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Facial aesthetic medicine: from Botox™ to stem cells

2 May 2024
Facial aesthetic injections with stem cells Facial aesthetic injections with stem cells

What is aesthetic medicine?

Aesthetic medicine differs from cosmetic surgery in that it is non-invasive. In fact, it does not break the skin beyond drawing blood or injecting a product. These procedures, mainly injections, are relatively simple and quick to perform. Their administration does not require anaesthesia, the medical procedure itself lasts 30 minutes at most, and you can return to your usual daily activities afterwards. They are risk-free provided, of course, that they are carried out by a doctor, in a sterile environment and using approved, high-quality products.

While injections of Botox™ and hyaluronic acid are the aesthetic medicine procedures best known to the general public, the Health Center Clinique Lémana also offers other solutions: tensor threads, injections of autologous fat (lipofilling), injections of plasma (PRP) and stem cell injections.

What are the differences between these techniques?

Injections of botulinum toxin, hyaluronic acid, and tensor threads

These techniques have one thing in common: their effects can be reversed. Botulinum toxin, better known by its commercial name Botox™, like hyaluronic acid or tensor threads, is absorbable. The effects of these procedures are not permanent and fade over time.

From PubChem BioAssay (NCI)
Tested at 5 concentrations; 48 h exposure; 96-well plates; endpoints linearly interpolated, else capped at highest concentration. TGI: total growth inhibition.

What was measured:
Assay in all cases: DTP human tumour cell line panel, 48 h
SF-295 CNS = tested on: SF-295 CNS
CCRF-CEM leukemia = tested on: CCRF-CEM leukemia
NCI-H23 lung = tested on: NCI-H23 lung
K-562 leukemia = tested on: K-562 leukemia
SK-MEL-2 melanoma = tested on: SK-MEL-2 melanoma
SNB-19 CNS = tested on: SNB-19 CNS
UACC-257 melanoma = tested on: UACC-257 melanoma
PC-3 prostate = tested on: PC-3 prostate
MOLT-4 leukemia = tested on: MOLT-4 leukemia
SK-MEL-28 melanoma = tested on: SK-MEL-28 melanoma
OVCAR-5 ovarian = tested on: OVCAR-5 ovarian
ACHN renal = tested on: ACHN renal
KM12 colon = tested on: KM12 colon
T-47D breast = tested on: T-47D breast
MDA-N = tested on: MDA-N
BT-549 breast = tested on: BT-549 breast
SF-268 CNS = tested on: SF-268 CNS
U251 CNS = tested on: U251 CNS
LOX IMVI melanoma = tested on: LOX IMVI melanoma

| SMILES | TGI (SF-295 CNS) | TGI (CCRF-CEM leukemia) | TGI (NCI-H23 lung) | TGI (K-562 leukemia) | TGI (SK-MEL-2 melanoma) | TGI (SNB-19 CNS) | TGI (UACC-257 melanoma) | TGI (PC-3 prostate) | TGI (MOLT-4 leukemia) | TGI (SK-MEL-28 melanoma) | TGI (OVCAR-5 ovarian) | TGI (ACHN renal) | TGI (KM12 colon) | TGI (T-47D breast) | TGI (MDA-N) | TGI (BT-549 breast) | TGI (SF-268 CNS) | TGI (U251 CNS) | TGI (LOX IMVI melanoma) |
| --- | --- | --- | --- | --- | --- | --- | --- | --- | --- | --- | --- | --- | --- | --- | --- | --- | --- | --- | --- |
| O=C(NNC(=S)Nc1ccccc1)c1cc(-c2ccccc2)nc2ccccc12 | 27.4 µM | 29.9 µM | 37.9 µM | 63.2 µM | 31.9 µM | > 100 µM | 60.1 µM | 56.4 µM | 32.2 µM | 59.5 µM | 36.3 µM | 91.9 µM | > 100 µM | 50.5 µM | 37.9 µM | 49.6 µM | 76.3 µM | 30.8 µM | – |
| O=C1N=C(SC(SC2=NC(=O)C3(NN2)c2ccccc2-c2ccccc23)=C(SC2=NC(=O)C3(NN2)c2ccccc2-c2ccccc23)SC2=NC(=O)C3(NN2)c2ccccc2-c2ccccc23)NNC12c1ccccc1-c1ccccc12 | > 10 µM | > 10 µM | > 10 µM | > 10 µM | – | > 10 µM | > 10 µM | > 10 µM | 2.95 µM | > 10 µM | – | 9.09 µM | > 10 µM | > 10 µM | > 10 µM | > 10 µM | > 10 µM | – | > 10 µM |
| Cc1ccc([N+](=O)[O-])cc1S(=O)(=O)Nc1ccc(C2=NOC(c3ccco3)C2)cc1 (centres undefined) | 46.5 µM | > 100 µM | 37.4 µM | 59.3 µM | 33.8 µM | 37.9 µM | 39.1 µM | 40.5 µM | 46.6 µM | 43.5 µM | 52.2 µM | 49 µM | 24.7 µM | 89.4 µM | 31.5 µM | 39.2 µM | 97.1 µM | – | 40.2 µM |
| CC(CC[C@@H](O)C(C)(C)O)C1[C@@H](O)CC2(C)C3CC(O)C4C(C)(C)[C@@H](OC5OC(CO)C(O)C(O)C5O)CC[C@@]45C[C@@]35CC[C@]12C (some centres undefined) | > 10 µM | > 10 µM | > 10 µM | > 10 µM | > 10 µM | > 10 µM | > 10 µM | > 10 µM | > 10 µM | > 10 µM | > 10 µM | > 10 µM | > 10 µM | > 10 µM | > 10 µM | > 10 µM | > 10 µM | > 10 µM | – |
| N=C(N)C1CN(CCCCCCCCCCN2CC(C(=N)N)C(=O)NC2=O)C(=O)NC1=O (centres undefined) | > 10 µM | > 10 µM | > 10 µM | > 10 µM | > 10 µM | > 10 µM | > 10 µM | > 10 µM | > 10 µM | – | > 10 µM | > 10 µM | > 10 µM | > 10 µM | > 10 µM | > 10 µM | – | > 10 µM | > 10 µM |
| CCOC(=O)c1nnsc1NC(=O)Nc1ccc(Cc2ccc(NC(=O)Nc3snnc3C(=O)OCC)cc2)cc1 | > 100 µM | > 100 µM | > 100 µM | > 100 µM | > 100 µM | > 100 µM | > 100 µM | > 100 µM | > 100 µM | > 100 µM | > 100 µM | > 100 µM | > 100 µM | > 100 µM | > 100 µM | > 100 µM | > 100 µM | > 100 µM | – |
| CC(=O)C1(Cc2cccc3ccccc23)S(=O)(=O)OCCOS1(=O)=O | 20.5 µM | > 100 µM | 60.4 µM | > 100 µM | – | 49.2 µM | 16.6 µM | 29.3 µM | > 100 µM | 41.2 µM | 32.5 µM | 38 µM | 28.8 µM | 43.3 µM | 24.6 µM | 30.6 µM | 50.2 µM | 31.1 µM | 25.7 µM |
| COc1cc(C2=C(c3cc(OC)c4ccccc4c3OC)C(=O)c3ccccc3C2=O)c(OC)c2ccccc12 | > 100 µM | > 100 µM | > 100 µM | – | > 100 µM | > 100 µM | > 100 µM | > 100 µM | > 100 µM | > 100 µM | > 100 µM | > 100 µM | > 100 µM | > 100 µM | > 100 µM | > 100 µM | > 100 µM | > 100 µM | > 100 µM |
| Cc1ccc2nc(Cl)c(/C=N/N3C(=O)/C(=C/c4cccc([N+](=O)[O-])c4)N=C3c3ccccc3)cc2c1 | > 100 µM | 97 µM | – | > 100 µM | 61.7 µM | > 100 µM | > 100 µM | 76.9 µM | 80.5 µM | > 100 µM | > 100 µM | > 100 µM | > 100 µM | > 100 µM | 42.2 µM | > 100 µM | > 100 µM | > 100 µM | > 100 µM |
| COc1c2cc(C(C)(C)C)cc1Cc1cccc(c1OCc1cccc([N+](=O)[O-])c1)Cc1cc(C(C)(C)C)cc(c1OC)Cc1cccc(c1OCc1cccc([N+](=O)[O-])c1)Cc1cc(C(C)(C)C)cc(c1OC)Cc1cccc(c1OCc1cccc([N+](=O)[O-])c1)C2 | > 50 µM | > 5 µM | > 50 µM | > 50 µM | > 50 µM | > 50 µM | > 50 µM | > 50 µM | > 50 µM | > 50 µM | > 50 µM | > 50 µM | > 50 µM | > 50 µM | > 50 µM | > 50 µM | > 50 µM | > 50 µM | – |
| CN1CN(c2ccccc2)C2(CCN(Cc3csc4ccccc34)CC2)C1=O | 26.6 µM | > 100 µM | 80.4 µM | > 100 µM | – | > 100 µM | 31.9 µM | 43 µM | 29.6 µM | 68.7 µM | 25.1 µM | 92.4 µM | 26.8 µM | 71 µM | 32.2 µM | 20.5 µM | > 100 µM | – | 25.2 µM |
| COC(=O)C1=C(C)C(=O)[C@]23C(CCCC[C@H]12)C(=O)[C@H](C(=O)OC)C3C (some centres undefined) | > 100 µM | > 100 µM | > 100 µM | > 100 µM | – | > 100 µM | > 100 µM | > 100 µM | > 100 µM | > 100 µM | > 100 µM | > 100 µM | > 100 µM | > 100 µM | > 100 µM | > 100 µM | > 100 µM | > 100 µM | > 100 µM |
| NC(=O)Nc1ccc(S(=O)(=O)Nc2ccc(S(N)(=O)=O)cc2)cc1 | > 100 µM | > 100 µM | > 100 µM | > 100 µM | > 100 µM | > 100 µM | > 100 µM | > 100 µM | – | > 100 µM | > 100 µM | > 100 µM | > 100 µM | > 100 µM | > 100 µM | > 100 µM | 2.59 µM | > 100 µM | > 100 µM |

However, they do differ in terms of their effects. Botulinum toxin erases expression lines in the upper part of the face by acting on the muscles. Hyaluronic acid is more often used as a filler for wrinkles and fine lines on the lower part of the face. Tensor threads are used to restore the oval shape of the face, similarly to a facelift.

The duration of the effects is also very different: between 4 and 6 months for botulinum toxin, between 6 and 18 months for hyaluronic acid and between 12 and 18 months for tensor threads.

Plasma extracted from blood is used for PRP (Platelet Rich Plasma) anti-ageing injections.

Lipofilling and PRP injections

What these two techniques have in common is the reinjection into the face of fat (lipofilling) or PRP (Platelet Rich Plasma) harvested from the patient’s own body. They have different effects, autologous fat being used as a filler while PRP restores radiance and elasticity to the skin. They can also be combined to enhance their aesthetic benefits.

Plasma and fat, through the action of the stem cells of which they are composed, have a regenerating effect on skin tissue. Their action is progressive, with optimal results observed around 3 months after the injection procedure. The effect then gradually declines as a result of natural ageing.

Stem cell injections in aesthetic medicine

Stem cell injections first made their appearance in aesthetic medicine in the mid-2010s. They are authorised for marketing subject to conditions1, as is the case for all medicines.

There is no cellular manipulation of stem cells in aesthetic medicine